This time of year we are reminded that the only thing close to that exciting first week of school will be your first week at a new job. Your first week is critical for navigating the company’s culture and making a great first impression on your new coworkers and boss. We thought we would share a few ways to pass your first week with flying colors, and maybe even a few new happy hour buddies.
Find Your Non-boss Buddy
Your first week is full of meeting new people, navigating a new building, and getting used to new corporate practices. While your new boss can help you learn the ropes for the most part, you need a non-boss buddy to ask those very important questions like where is the bathroom? And how does lunch typically work around here? This person will become invaluable in helping you learn the culture from an insider's perspective as well as just showing you where the nearest coffee shop is for those occasional caffeine emergencies.
A new job is a clean slate, a chance to do all the things you were "going to get to one day" at your old gig. Your first week will likely be filled with intro meetings and training, but there will likely be some blocks where you are expected to just hang out between appointments and peruse the company's web pages or intranet. Use the downtime in your first week to create master folders on your computer, streamline your email inbox, start creating Outlook tasks for yourself, and get a good planner/calendar if you need a paper version.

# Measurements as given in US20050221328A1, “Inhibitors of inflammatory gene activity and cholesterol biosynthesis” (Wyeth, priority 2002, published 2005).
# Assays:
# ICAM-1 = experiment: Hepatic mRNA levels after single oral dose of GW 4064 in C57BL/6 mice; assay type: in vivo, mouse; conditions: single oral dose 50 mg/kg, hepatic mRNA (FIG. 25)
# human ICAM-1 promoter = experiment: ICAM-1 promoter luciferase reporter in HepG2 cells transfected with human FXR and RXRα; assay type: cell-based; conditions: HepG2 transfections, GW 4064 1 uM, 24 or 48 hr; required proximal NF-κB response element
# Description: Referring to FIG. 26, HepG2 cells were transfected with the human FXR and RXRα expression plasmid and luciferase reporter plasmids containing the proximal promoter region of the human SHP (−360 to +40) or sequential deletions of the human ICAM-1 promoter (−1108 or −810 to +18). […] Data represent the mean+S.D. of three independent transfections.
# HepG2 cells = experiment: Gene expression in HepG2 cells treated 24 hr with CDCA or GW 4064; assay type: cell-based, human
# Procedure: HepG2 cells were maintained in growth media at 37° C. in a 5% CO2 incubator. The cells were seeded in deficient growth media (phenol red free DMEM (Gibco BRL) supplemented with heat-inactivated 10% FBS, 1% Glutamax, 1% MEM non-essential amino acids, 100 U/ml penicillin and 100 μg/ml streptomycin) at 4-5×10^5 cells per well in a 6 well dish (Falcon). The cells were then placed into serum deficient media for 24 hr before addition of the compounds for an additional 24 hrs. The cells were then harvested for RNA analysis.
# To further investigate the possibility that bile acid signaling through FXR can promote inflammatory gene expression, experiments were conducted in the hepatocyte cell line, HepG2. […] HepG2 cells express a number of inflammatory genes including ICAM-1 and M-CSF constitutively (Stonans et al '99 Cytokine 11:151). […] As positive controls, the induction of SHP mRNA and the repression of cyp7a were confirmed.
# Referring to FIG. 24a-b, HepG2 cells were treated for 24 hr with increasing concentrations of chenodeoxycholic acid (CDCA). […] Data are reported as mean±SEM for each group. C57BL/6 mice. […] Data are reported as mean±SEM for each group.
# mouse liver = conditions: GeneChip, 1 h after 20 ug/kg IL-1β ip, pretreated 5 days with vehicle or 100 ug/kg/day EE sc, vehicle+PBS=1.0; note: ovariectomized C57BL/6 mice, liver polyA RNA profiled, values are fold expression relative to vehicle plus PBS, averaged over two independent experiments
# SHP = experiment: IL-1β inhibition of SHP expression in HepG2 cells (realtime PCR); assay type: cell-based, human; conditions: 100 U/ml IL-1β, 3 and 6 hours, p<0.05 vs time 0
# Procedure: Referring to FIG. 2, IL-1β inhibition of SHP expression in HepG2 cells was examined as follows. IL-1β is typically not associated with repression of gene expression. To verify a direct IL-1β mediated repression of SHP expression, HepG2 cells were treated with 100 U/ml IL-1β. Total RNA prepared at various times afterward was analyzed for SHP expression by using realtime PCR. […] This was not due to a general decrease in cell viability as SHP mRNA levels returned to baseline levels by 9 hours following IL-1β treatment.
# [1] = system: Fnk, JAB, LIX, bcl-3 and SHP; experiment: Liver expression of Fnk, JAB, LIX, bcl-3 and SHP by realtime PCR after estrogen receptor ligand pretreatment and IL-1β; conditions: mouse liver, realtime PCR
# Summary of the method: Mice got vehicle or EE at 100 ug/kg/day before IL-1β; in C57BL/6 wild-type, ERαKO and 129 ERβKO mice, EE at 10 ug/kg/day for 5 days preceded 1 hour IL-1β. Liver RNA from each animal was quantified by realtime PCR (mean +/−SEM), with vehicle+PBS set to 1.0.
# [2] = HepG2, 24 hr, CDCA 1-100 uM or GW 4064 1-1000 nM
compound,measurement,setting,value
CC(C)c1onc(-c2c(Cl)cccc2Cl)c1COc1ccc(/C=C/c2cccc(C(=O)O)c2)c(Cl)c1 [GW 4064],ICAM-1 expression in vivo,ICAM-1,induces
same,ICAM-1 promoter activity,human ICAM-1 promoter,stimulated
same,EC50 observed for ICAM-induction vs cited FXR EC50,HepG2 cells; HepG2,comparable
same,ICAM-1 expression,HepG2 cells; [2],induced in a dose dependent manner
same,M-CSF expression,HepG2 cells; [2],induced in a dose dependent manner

Start Putting Your Money Where Your Mouth Is
If you made some promises in your interview, week one is the time to start acting on them. Make a list of all the ways your skills can benefit the company and start working on ways to execute. This is a great starter project to bring to your first-week recap meeting and will show you are there to do what you were hired for.
Fresh eyes are an additional benefit for any company that adds a new hire. No one can see the company in the way a newcomer can. Use this superpower to your advantage by making a list of all the things you see or read that bring up questions for you. It's very likely these are things no one has noticed, at least not in the way you have.
The first week, you will likely be researched by your new coworkers, so go ahead and update your profile to reflect your current position so they know it's you and can be reminded what your title is in case they aren't sure. Another great way to keep track of all the new people you meet is to make a note of their names and then go back to your desk and add them on LinkedIn. This solidifies your connection and lets you learn a little more about your new colleague right away.
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Now that you know what to do during your first week, we just need to get you that job…search our current openings.